Pa Ranjith’s Kabali opens with a parole hearing. Cops are seated around a big, round table. One cop puts up a Powerpoint presentation and describes the backstory to the other cops. In Malay.
There are a few gangsters, the slides tell us. The bad Tamil guy and the bad Chinese guy killed the pregnant wife of the good Tamil guy and sent him to jail.
Only powerpoint slides so far. A lot of talking. And a table.
From this awfully executed first scene, Pa Ranjith, writer and director, magically expects the audience to start hating the bad guys and love the good guy.
Then he cuts to a shot of the good guy in jail. Rajinikanth. Reading My Father Baliah. We realise that we always loved him, so sympathising with him is not going to be a problem.
If there was a motif for Kabali, it is this. Ranjith hams through his hurriedly developed screenplay. Rajinikanth the star comes to his rescue.
Kabali is out of jail. He dresses up in an old-fashioned suit, dons his sunglasses (A lovely little explanation for why he always appears to be overdressed will come later). He walks to a car. Opens the door. No swoosh. And he sits staring wistfully outside the car lost in thought, even as his friend Amir (John Vijay, who looks perpetually startled throughout, as if someone walked in on him in the bathroom). All this is so shockingly normal. Even unsettling. This is Rajinikanth, he is supposed to be larger-than-life
It is another matter that right after the ride, he enters a pet store unprovoked and soundly beats up one of the Powerpoint slide people.
Ranjith writes his characters well. Kabali is more layered than the average Rajinikanth character. He is old. He is young. He loves his wife, he misses her. He yearns to know what would have happened if his wife had given birth. He tears up when a random young girl calls him appa. He catches himself rambling. He pulls his pants up like normal people do.
And he made pull-ups cool before the Pakistan cricket team did push-ups.
Radhika Apte’s Kumudhavalli is even better. Strong and outspoken; and a knowing smile after dishing out advice. “Get me water,” she orders Kabali around. “Don’t you see I’m pregnant?” Then that smile.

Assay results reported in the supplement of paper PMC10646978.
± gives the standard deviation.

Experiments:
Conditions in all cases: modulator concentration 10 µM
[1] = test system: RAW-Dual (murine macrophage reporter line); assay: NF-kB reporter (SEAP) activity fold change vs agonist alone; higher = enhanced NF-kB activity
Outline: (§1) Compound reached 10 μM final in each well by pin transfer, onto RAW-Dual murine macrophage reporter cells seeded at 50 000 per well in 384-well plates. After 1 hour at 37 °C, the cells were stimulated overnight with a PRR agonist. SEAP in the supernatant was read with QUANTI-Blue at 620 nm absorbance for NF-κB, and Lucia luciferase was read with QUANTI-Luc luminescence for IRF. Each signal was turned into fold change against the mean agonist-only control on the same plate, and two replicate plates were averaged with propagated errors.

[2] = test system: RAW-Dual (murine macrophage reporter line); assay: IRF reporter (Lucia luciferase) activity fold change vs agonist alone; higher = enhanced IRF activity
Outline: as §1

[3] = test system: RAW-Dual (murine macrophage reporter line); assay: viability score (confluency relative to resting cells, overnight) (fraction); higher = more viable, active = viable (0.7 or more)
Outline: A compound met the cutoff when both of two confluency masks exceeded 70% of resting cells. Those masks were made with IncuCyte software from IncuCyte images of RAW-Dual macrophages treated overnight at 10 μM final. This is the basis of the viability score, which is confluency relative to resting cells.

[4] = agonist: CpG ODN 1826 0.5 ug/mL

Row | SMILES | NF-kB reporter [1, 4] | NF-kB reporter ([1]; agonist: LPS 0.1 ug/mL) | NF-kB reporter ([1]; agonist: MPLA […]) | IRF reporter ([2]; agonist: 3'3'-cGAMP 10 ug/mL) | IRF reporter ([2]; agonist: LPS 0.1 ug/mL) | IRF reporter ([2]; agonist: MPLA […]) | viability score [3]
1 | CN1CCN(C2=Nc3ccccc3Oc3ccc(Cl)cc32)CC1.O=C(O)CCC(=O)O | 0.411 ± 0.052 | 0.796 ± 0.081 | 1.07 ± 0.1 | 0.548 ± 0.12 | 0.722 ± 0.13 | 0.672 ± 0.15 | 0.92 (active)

So is Dhansika’s Yogi. Contract killer with a past.
So is Dinesh’s Jeeva.
These characters deserved a better movie.
The hardship of Malaysian Tamils forms the backdrop of Kabali. They are an oppressed lot, the Tamils, not as rich as the Chinese, not as politically connected as the Malays. In Madras, Ranjith portrayed Dalit life with sensitivity and a deep understanding. But here, Ranjith only skims the plight of Tamils –
Somewhere, somehow, Ranjith forgot he could write like this. Elsewhere in the movie, every knot is resolved with a gun, every carefully placed twist is resolved lazily. Kabali’s only counter-moves to Tony Lee’s guns and henchmen are – more guns and more henchmen. Scenes are crowded with characters and strange things happen a little too easily. The dead villain becomes undead. Other people become undead. And even though the second half of the movie picks up some of the slack from the first, it is too little, too late.
Rajinikanth is such a good actor. Watch him laugh his sad laugh, or cry his happy tears. Watch him be shy when praised, or watch him get angry when belittled.
But watch him. Because he is such a good actor.
So is Radhika Apte.
Santosh Narayanan is the one exception with his background score. And even he is not at his best. Not even close.
I’d watch Rajinikanth as Kabali over and over. If he was in a different movie.
The Kabali review is a Silverscreen original article. It was not paid for or commissioned by anyone associated with the movie. Silverscreen.in and its writers do not have any commercial relationship with movies that are reviewed on the site.